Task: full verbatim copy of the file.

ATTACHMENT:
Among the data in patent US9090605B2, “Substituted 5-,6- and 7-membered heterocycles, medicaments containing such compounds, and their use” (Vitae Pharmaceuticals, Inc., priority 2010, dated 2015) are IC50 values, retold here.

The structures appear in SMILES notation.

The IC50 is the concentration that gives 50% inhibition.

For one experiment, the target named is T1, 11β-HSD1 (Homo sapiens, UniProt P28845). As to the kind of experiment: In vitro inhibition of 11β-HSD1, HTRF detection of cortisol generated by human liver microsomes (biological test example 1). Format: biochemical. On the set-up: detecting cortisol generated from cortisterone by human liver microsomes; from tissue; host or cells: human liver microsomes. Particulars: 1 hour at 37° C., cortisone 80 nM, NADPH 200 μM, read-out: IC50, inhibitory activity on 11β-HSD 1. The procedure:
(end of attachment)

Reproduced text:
Among the data in patent US9090605B2, “Substituted 5-,6- and 7-membered heterocycles, medicaments containing such compounds, and their use” (Vitae Pharmaceuticals, Inc., priority 2010, dated 2015) are IC50 values, retold here.

The structures appear in SMILES notation.

The IC50 is the concentration that gives 50% inhibition.

For one experiment, the target named is T1, 11β-HSD1 (Homo sapiens, UniProt P28845). As to the kind of experiment: In vitro inhibition of 11β-HSD1, HTRF detection of cortisol generated by human liver microsomes (biological test example 1). Format: biochemical. On the set-up: detecting cortisol generated from cortisterone by human liver microsomes; from tissue; host or cells: human liver microsomes. Particulars: 1 hour at 37° C., cortisone 80 nM, NADPH 200 μM, read-out: IC50, inhibitory activity on 11β-HSD 1. The procedure: